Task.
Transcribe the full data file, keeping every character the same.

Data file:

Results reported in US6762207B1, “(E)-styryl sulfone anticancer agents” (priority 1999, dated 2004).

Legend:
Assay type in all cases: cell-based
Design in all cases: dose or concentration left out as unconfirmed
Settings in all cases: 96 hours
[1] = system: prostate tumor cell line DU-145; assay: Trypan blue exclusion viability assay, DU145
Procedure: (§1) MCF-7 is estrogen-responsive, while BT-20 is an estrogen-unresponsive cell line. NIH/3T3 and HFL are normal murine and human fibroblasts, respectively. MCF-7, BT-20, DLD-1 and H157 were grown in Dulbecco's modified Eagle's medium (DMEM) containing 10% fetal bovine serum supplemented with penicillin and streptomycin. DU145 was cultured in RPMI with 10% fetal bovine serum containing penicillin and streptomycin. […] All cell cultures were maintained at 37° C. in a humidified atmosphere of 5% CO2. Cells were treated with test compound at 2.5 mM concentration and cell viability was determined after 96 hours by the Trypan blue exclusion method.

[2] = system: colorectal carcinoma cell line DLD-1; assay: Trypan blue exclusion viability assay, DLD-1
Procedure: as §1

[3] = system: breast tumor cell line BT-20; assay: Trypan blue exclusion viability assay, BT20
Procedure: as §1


Results reported in US6762207B1, “(E)-styryl sulfone anticancer agents” (priority 1999, dated 2004).

Legend:
Assay type in all cases: cell-based
Design in all cases: dose or concentration left out as unconfirmed
Settings in all cases: 96 hours
[1] = system: prostate tumor cell line DU-145; assay: Trypan blue exclusion viability assay, DU145
Procedure: (§1) MCF-7 is estrogen-responsive, while BT-20 is an estrogen-unresponsive cell line. NIH/3T3 and HFL are normal murine and human fibroblasts, respectively. MCF-7, BT-20, DLD-1 and H157 were grown in Dulbecco's modified Eagle's medium (DMEM) containing 10% fetal bovine serum supplemented with penicillin and streptomycin. DU145 was cultured in RPMI with 10% fetal bovine serum containing penicillin and streptomycin. […] All cell cultures were maintained at 37° C. in a humidified atmosphere of 5% CO2. Cells were treated with test compound at 2.5 mM concentration and cell viability was determined after 96 hours by the Trypan blue exclusion method.

[2] = system: colorectal carcinoma cell line DLD-1; assay: Trypan blue exclusion viability assay, DLD-1
Procedure: as §1

[3] = system: breast tumor cell line BT-20; assay: Trypan blue exclusion viability assay, BT20
Procedure: as §1